Overall, this means that we have looked across campus for $21 million in permanent savings. Each vice chancellor was asked to plan for at least a 10 percent reduction for his or her area, although they had discretion about how to make the reductions. This means that some units, such as academic affairs, may have been asked to cut less than 10 percent, and others, such as athletics, more.
As you might imagine, this was a challenging task given the already lean budgets in place after years of reductions, and I appreciate the significant effort. The outcome protects most positions and academic programs. However, the positions of two Civil Service employees were identified for layoff, and five continuing non-tenure-track faculty members received layoff notices. Additionally, roughly 10 non-tenure-track faculty who were on term appointments for the 2015-16 academic year will not have their appointments renewed for the next academic year. About a dozen non-tenure-track faculty will have term appointments in the 2016-17 academic year that are at a lower percentage time status as compared to their appointment in the last academic year. In addition, a total of 155 positions – 45 faculty lines and 110 staff lines -- remain unfilled.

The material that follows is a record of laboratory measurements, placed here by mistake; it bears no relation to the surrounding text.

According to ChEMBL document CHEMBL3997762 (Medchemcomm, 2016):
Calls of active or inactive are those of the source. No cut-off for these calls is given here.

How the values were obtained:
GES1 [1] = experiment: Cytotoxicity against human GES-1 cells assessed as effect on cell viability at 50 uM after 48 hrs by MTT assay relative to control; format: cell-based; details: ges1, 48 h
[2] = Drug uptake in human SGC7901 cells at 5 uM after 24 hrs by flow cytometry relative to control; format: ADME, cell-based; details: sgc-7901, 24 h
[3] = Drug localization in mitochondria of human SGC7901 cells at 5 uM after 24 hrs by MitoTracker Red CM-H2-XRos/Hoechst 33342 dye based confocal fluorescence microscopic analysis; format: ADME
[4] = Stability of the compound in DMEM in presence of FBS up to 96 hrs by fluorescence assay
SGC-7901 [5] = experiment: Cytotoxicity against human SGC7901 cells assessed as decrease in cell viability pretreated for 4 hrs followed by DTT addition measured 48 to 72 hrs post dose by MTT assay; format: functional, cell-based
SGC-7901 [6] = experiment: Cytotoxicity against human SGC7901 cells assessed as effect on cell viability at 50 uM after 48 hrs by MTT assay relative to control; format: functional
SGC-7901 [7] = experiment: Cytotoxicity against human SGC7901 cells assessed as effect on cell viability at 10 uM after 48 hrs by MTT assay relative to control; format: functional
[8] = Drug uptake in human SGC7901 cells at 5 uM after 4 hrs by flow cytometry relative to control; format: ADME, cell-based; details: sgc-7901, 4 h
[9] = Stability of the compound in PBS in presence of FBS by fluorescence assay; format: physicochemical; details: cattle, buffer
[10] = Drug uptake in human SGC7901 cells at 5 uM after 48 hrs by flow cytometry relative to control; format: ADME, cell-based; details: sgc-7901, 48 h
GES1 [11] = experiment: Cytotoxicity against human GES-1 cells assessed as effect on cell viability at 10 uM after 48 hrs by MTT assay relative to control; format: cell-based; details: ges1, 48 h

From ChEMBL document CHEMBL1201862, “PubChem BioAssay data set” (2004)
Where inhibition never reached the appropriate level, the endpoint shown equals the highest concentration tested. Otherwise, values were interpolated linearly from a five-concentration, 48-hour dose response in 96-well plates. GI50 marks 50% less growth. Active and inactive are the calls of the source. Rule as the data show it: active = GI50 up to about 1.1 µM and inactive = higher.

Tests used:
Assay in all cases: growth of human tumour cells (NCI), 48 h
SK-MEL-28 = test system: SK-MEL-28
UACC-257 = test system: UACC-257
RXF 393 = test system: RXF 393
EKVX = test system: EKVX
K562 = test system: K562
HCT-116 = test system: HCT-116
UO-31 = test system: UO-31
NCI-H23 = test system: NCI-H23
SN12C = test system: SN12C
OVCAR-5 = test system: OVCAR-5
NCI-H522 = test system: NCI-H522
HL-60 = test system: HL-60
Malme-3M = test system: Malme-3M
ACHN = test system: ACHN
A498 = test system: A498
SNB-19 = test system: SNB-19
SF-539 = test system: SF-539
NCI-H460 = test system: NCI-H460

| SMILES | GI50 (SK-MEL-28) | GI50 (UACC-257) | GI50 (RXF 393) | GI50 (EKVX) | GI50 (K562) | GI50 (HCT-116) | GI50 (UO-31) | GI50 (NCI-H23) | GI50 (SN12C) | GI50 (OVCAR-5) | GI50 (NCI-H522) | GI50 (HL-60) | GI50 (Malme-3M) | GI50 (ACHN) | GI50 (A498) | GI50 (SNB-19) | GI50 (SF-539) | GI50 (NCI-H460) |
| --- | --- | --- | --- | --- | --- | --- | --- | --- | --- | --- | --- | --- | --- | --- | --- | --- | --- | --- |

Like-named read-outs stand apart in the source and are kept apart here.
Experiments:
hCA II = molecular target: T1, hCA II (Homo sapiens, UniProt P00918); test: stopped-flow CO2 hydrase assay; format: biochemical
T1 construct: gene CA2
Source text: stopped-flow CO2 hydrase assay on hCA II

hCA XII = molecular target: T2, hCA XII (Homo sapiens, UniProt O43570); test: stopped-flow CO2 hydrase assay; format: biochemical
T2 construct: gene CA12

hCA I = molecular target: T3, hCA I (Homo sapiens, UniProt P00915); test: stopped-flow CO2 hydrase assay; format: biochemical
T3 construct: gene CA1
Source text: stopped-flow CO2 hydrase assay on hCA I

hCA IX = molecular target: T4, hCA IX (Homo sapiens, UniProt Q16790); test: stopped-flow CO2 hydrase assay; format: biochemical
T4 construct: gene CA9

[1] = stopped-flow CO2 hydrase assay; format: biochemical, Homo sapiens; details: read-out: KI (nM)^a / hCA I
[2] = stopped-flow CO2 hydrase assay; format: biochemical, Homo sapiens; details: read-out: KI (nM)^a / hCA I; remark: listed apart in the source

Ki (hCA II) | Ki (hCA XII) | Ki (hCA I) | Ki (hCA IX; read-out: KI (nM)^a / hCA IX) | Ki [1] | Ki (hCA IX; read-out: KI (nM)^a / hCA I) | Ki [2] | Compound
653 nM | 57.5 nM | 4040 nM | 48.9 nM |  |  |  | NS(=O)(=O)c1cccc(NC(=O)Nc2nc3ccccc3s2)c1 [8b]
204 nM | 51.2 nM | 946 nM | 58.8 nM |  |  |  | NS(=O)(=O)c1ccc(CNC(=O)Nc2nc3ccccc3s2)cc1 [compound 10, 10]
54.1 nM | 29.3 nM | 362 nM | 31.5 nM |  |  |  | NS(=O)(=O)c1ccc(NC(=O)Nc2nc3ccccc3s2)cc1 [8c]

There continues to be some uncertainty regarding state-funded grants, meaning there could be additional impacts. For example, 49 pre-school teachers in the Southern Region Early Childhood program received layoff notices. If, as we expect based on last week’s legislative action, that state grant is renewed, the layoff notices will be rescinded.
Nearly $10 million of the total budget reduction is the result of the elimination of vacant faculty and staff positions and 125 half-time graduate assistant positions funded from state accounts, as well as the previously mentioned layoffs and non-renewals. In many cases, colleges have been able to avoid cancelling courses by reconfiguring teaching assignments, consolidating sections of courses that were under-enrolled, or by combining sections if appropriate.